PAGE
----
The writer so wrongly referred to as baseball’s Homer, when in fact Homer was ancient Greece’s Roger Angell, referred to Game One of the 1968 World Series, the day Gibson broke Hall of Famer Sandy Koufax’s record for strikeouts in a World Series game. He tied Koufax when he struck out Hall of Famer Al Kaline in the top of the ninth, and his catcher Tim McCarver held onto the ball while pointing toward the center field scoreboard announcing the feat.

“Throw the goddam ball back, will you! C’mon, c’mon, let’s go!” hollered the righthander who once ordered McCarver, who’d become one of his closest friends, back to his position by barking, “Get back there behind the plate where you belong. The only thing you know about pitching is that you can’t hit it!” When Gibson finally acknowledged the roaring crowd and his achievement with an uncomfortable tip of his cap, he struck out Norm Cash and Willie Horton to end the game with a Cardinals win and seventeen punchouts.

2019-07-13 BobGibsonAlKaline

Bob Gibson striking out fellow Hall of Famer Al Kaline to tie the World Series record for single-game strikeouts that he’d break shortly after, in Game One, 1968. In that Year of the Pitcher Gibson’s regular season 1.12 ERA shone even more than Tiger pitcher Denny McLain’s 31 wins.

Watching Gibson pitch myself was like watching an assassin with the mind of Montaigne, the reflexes of a gymnast, and an arm that found the way to marry a bullwhip to a Gatling gun. The intimidating appearance and delivery sometimes masked a pitcher who applied a Warren Spahn-like intellect to his art. “Hitting is timing,” Spahn, the Hall of Fame lefthander/prankster, liked to say. “Pitching is destroying timing.” Gibson’s mind saw and raised by studying his challengers’ minds as well as their timings.

The late Hall of Famer Frank Robinson, whose plate stance Angell described memorably as “that of an impatient subway traveler leaning over the edge of the platform and peering down the tracks for the D train,” impressed Gibson as deceptive with his once-famous plate crowding, because pitchers were fooled into thinking Robinson wanted inside pitches.

Besides, they’d be afraid of hitting him and putting him on base. So they’d work him outside, and he’d hit the shit out of the ball. I always tried him inside and I got him out there—sometimes. He was like Willie Mays—if you got the ball outside to Willie at all, he’d just kill you. The same with [Hall of Famer Roberto] Clemente. I could throw him a fastball knee high on the outside corner seventeen times in a row, but if I ever got it two inches up, he’d hit it out of sight. That’s the mark of a good hitter—the tiniest mistake and he’ll punish you.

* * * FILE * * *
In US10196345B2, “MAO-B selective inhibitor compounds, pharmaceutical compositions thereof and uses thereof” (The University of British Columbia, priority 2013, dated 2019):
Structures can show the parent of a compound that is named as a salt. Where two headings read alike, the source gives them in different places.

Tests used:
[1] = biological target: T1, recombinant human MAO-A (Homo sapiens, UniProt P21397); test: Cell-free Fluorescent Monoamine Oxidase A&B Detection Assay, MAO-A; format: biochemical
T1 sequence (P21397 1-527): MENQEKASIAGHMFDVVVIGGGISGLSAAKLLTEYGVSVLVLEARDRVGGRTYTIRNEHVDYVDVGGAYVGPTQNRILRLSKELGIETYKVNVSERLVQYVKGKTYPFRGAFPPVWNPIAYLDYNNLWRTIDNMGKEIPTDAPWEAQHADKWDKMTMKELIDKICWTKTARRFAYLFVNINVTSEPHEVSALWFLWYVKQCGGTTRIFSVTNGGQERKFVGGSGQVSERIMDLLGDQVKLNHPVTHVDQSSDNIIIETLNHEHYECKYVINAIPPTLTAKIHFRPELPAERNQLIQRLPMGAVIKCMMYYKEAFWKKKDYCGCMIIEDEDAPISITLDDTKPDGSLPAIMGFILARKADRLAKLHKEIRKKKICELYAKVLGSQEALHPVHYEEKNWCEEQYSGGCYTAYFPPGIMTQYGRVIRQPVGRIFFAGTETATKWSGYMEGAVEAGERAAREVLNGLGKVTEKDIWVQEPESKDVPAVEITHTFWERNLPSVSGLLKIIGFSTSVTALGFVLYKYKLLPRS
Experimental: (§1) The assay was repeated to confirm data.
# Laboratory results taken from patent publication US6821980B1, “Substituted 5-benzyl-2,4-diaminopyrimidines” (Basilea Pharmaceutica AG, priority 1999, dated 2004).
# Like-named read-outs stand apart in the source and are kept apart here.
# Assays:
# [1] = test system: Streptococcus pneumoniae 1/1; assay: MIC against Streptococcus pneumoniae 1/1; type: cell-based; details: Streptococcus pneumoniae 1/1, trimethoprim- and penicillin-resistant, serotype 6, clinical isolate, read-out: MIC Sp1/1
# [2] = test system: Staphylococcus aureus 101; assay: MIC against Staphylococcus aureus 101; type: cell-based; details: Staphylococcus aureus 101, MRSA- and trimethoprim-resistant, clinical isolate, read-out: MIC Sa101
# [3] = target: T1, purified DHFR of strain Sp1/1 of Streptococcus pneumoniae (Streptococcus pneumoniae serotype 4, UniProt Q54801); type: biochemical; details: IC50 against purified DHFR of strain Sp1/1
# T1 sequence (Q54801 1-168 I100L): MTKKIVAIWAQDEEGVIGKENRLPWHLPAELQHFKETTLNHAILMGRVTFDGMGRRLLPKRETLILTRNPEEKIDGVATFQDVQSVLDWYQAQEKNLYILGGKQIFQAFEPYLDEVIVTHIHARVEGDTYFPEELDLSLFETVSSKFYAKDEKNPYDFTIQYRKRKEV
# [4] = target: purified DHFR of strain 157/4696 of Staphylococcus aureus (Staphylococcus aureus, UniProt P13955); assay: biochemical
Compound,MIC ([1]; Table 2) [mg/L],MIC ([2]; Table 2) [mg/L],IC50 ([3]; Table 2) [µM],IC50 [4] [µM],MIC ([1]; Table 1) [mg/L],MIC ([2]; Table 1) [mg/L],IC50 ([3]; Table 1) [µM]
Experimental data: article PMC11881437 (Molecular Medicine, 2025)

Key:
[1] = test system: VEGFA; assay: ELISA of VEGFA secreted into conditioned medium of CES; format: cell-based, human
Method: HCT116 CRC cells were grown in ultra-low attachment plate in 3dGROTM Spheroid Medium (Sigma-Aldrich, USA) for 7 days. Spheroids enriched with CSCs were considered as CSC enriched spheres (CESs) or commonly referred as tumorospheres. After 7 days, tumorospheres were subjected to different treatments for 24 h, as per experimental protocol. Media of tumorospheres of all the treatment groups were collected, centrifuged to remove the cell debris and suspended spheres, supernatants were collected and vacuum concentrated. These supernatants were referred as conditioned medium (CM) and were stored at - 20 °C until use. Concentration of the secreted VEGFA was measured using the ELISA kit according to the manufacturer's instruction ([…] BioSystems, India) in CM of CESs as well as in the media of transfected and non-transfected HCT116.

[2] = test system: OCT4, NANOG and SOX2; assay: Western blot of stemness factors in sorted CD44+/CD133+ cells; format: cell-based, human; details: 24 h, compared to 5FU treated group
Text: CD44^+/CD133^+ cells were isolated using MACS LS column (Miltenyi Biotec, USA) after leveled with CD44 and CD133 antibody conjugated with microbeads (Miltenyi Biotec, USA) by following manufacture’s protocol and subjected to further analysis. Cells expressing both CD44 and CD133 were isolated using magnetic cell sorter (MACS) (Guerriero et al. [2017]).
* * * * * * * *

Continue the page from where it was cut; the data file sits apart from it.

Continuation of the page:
Yet this proud man, who played a major role in easing the Cardinals’ way toward complete integration earlier in his career, using his often-unheralded wit to guide white teammates out of behaviours bred into them without their even realising it, who took his own unshakeable pride in being in control on the mound and taking control of a game, could admit that he, too, had his moments when his “brains small up,” as he told Angell:

I got beat by Tommy Davis twice the same way. In one game, I’d struck him out three times on sliders away. But I saw that he’d been inching up and inching up toward that part of the plate, so I decided to fool him and come inside, and he hit a homer and beat me, one-oh. And then, in another game, I did exactly the same thing. I tried to out-think him, and he hit the inside pitch for a homer, and it was one-oh all over again. So I could get dumb, too.

Gibson’s intelligence played large in his off-field and post-baseball life. He built and opened a successful Omaha restaurant, Gibby’s, in which Angell recorded he had a direct hand in the design and construction, and for which he encouraged integrated clientele. (“A neat crowd,” Gibson once described the mixture.) He suffered no fool gladly and rejected the idea of professional sportsmen as role models. (“Why do I have to be an example for your kid?” this father of three once asked another father, gently but firmly. “You be an example for your own kid.”)

He also wittily discouraged patrons from trying to chat him about baseball when he knew they didn’t truly know the game:

You hear them say, “Oh, I was a pretty good ballplayer myself back when I was in school, but then I got this injury . . . ‘ Some cab driver gave me that one day, and I said, ‘Oh, really? That’s funny, because when I was young I really wanted to be a cab driver, only I had this little problem with my eyes, so I never made it.’ He thought I was serious. It went right over his head.